“The Orphanage” director Juan Antonio Bayona and writer Sergio Sanchez talked a lot about the film’s ambiguity after the pic unspooled at Variety’s Screening Series on Thursday at the ArcLight.
Sanchez sent the script to many production companies and workshops who told him that the script wasn’t worth being made.
“They said it was an impossible mixture of drama and horror and those two were like oil and water. They said it was way too ambiguous,” he explained. “Basically, all the things we liked about the script, they hated.”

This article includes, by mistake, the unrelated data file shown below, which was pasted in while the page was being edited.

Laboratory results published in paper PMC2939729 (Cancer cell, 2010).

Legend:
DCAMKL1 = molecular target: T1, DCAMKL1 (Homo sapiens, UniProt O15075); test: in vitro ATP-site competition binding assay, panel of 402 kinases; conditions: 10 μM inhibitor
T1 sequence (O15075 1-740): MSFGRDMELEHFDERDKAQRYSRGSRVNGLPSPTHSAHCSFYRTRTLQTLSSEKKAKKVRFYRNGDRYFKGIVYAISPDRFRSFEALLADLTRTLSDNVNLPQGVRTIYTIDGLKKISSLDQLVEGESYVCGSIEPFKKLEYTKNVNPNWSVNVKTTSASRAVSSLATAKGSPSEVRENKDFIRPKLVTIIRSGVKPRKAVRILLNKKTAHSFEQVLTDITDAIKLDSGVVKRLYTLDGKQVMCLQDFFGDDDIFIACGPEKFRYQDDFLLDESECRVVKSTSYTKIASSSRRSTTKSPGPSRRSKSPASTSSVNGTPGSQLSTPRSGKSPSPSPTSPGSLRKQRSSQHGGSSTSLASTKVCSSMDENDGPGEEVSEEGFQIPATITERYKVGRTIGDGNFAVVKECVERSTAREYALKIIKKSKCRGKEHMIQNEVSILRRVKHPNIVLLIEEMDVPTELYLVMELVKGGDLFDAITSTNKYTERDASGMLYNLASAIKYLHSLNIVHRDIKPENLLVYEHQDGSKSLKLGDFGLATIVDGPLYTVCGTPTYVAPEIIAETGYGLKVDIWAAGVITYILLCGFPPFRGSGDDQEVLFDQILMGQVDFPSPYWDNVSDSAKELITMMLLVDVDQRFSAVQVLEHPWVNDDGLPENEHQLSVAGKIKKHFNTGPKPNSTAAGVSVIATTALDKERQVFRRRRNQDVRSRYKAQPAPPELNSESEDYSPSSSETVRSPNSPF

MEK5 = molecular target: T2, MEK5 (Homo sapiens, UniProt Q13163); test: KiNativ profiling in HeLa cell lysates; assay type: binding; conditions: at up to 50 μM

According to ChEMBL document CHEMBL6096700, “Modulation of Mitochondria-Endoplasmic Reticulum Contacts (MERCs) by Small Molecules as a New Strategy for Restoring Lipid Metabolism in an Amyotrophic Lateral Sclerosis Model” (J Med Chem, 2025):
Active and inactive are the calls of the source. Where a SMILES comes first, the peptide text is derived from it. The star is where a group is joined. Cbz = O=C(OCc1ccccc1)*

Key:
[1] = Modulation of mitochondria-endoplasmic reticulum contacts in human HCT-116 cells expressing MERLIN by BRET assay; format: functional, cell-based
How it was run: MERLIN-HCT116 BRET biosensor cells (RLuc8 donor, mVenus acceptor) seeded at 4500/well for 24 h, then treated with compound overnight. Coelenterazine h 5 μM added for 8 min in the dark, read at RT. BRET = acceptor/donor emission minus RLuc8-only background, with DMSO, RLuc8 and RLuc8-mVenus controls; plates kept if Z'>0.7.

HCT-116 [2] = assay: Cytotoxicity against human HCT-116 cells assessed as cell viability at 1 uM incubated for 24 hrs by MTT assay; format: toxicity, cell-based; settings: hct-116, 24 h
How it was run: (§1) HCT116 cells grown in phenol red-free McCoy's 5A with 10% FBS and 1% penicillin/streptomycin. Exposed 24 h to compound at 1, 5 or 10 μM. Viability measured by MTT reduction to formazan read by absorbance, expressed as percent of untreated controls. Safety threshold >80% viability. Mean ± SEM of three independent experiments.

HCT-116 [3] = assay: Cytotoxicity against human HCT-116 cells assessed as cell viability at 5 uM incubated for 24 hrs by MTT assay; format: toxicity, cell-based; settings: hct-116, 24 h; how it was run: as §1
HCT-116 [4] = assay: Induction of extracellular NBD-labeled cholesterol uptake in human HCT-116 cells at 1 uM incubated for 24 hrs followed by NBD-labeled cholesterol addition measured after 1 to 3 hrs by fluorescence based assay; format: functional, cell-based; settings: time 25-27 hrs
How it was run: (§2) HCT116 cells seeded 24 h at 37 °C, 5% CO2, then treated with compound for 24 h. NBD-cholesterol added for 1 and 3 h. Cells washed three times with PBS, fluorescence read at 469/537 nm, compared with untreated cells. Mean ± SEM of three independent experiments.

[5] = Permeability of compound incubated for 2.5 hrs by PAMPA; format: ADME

Bayona agreed — that concoction was what drew him to the project. “It was a perfect balance between horror and emotion. There were all these deep feelings about faith and about spirituality. It was like a perfect puzzle.”
Sanchez’s main inspiration for putting “The Orphanage’s” pieces together was a picture in “Peter Pan” where a mother sits by the window waiting for her children to return from Neverland.
“When I saw that, I thought that was a very haunting image,” the scribe recalls. “I thought that if you told ‘Peter Pan’ from the point of view of the mother, then you had a horror story. ‘Peter Pan’ isn’t a horror story as it is but if you just turn it upside down.”